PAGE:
“A Brief History of John Baledessari” is an up tempo humorous retelling of the life of a great artist. After watching the three options for the blog entry I was most intrigued by Baledessari’s video portrait. Not only is it attention getting, it also has impressive video editing as well as interesting shots and pictures.
This video has a unique audio-visual storytelling feature I believe. It uses video, voiceovers, and pictures to tell one fluid story. The quick cuts of pictures as well as the quick cuts of past videos Baledessari’s shot I believe gives it it’s own tone/ feeling. It makes it both causal as well as fun. When I first think of documentary my immediate thought is a long boring history lesson. However, Baledassari gives us his own take on “documentary.” He inserts his personality into the audio clip and makes it more relatable for the audience.
As Annie said in her blog post, from this video it seems as if Baledassari has a very dry sense of humor- which he shows through the set up of this video. He inserts the cuts of him sitting at his desk talking at perfect locations to highlight his humor. In addition, the topics highlighted in the video highlight his humor. He prefers to talk about the “fun” aspects of his life, not drone on about all of the awards that he has won. Both of these features add to this video as well as make it more “John”.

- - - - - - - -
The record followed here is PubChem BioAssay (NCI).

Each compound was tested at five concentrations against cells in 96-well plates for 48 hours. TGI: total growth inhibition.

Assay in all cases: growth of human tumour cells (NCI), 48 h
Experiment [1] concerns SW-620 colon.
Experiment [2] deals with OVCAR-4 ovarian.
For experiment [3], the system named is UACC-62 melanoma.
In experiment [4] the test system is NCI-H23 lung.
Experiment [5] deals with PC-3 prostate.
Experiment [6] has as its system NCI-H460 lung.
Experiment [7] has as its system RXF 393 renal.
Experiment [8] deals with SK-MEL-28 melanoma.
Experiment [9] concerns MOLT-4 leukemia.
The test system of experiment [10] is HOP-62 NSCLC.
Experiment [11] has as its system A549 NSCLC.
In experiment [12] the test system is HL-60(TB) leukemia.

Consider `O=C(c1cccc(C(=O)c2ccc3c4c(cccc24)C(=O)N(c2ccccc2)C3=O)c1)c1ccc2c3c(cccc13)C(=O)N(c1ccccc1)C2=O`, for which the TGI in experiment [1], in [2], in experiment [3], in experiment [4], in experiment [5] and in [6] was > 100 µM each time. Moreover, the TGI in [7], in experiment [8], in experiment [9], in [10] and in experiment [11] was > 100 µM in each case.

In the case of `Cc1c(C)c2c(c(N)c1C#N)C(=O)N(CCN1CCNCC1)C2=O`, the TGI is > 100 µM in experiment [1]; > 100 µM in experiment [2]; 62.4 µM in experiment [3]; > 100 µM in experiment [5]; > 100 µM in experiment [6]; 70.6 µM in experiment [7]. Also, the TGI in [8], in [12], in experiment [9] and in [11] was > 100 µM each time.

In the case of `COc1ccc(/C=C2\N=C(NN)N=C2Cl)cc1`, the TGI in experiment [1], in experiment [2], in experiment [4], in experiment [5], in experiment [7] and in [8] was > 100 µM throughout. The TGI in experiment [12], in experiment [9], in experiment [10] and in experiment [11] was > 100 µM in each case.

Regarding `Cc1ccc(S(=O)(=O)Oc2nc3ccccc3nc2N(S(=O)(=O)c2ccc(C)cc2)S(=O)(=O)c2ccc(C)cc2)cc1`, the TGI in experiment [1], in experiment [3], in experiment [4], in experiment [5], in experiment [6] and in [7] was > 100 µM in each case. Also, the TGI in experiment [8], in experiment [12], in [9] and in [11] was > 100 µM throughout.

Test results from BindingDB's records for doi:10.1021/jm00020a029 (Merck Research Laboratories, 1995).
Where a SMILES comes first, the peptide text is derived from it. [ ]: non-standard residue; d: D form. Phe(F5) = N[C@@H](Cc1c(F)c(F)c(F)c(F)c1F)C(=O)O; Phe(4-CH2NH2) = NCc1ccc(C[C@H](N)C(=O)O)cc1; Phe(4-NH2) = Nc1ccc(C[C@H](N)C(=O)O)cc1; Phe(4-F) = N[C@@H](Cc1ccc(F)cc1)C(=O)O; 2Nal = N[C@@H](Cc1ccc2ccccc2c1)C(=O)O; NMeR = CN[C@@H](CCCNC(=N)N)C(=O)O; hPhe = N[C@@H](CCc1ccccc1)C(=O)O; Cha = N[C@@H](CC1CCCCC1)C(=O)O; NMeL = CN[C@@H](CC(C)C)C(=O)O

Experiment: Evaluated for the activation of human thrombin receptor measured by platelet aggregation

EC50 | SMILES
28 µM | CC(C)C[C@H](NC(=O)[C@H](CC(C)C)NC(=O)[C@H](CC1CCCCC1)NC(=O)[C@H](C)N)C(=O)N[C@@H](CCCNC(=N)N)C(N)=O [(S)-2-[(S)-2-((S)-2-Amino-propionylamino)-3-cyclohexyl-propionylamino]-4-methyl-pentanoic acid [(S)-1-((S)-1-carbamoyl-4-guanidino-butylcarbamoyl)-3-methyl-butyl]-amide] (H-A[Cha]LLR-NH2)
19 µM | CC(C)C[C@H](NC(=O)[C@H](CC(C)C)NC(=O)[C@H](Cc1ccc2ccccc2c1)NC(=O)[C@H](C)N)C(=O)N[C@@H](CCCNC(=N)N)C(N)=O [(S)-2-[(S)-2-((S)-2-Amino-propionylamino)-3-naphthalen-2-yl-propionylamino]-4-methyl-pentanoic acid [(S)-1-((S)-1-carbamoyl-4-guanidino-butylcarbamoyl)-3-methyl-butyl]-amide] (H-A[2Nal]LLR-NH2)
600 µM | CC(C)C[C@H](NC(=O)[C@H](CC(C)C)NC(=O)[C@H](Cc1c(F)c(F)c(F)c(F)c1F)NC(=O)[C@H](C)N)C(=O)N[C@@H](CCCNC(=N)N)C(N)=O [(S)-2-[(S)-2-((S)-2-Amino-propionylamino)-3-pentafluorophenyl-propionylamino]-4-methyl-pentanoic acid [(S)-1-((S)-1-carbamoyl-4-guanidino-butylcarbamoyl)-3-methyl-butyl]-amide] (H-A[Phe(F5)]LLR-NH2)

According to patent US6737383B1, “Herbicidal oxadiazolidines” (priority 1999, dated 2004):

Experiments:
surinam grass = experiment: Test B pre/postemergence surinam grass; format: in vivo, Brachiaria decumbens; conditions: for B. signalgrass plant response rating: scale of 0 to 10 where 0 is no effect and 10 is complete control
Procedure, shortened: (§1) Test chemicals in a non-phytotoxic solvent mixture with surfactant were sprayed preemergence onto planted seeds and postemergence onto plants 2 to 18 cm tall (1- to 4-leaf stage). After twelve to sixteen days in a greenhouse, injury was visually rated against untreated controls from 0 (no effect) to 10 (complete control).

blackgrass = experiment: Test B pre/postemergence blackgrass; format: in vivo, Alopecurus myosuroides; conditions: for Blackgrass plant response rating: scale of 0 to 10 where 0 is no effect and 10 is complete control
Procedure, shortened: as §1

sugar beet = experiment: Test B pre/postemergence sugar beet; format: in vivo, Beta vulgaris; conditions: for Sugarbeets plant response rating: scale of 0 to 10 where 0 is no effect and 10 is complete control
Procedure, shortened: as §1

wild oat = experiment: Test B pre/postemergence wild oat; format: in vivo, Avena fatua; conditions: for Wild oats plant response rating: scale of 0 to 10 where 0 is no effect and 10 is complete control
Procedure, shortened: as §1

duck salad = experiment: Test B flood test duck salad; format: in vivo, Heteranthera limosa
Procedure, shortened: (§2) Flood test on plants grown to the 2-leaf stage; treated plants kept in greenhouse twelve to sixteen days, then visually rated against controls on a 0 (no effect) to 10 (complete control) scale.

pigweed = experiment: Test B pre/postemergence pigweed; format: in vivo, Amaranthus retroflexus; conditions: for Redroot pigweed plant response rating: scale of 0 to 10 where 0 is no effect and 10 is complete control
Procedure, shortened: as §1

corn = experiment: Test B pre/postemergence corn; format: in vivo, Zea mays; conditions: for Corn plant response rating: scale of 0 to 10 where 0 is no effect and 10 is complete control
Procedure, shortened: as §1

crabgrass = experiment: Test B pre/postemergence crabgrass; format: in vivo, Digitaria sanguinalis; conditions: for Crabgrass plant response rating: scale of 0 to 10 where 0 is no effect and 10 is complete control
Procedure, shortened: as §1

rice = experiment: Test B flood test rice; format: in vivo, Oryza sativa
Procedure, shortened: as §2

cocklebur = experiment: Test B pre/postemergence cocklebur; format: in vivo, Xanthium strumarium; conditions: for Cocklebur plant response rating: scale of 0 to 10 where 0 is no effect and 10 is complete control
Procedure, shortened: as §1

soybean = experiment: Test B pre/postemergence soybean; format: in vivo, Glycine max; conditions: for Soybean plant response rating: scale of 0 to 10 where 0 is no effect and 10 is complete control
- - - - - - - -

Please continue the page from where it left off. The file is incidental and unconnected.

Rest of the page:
One thing that I can take from this video moving forward is that you do not have to have the person being highlighted narrate the story. This video portrait uses another individual to tell a story, as contrasted to the ones that we watched in class. For the project my group and I need to complete I believe it would be easier for us to narrate the story (due to time constraints) and this video is a good example on how to do that.
Question for class discussion:
How quick is too quick for different cuts? Did Baledessari loose some of his viewers with this tactic?